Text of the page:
Tuesday, August 28, 2018

Mission Implausible?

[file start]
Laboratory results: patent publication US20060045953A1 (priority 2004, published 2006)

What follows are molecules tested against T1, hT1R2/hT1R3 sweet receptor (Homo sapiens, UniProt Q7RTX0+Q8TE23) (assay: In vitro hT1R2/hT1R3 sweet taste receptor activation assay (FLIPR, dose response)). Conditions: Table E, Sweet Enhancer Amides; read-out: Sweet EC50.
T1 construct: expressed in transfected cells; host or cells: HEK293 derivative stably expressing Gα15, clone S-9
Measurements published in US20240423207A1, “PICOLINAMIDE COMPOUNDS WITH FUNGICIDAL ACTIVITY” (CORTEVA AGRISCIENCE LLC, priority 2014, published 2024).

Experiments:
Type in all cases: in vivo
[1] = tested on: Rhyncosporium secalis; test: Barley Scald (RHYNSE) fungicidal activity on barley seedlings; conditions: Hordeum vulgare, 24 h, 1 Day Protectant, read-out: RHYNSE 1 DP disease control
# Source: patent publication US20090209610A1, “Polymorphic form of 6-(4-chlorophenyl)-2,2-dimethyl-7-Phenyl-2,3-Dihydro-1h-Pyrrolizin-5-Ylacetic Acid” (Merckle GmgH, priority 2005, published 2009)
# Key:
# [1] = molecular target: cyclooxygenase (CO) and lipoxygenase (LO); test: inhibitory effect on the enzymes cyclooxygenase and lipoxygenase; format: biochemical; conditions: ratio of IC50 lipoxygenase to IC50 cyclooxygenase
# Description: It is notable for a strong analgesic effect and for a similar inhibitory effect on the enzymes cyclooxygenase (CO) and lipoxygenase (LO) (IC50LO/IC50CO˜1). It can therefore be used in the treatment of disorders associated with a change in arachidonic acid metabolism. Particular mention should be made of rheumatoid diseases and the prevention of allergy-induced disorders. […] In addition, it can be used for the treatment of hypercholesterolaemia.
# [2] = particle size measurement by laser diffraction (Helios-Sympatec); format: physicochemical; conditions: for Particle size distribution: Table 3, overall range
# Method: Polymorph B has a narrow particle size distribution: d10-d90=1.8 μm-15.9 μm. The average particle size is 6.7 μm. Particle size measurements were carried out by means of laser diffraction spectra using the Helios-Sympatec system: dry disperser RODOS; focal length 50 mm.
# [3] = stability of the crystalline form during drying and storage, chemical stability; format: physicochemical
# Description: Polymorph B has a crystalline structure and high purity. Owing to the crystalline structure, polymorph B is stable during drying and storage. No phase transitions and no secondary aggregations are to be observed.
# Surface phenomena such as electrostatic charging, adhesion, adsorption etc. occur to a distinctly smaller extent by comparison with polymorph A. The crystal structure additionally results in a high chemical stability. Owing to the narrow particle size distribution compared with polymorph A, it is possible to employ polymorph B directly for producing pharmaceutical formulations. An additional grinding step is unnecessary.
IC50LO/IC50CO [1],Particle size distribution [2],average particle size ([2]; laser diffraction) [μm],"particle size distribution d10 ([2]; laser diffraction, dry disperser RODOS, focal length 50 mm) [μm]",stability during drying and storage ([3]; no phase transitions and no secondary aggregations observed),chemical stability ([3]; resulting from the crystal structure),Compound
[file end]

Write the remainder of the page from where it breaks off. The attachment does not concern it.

The hero of the latest installment of Mission Impossible--Fallout, Ethan Hunt (Tom Cruise) is saddled with the task of saving the world. His tragic flaw if he can be said to have one resides in the fact that he’s obviously a student of Philippa Foot’s famed "trolley problem." You may recall from your course in ethics, it’s the idea of whether you should or shouldn't sacrifice one person for the sake of the many. The villain of the movie, written and directed by Christopher McQuarrie, is a millenarian anarchist named Solomon Lane (Sean Harris) who ascribes to the dictum: “the greater the suffering, the greater the peace.” Mission Impossible could be called Mission Implausible since the action sequences ie 99% of the plot all derive from classic montage where the girl is tied to the tracks and the train is coming. Armageddon is waiting at the end of the film and in the last 15 minutes there are girls tied to tracks everywhere. Like the James Bond movies Mission Impossible is a travelogue in which beautiful people chase each other around equally exotic or iconic places. The current installment in the franchise starts in Berlin and ends in the snowy mountains of Kashmir with the Indian army amassed to protect a wounded hero. But the enjoyment is the tongue in cheek way in which the film treats biting sociopolitical issues (like terrorism) while also thoughtfully tipping its hat to musings on subjects like the humanity of the Ubermensch--and yes, the theme of the one versus the many which motivates both the forces of good and evil.

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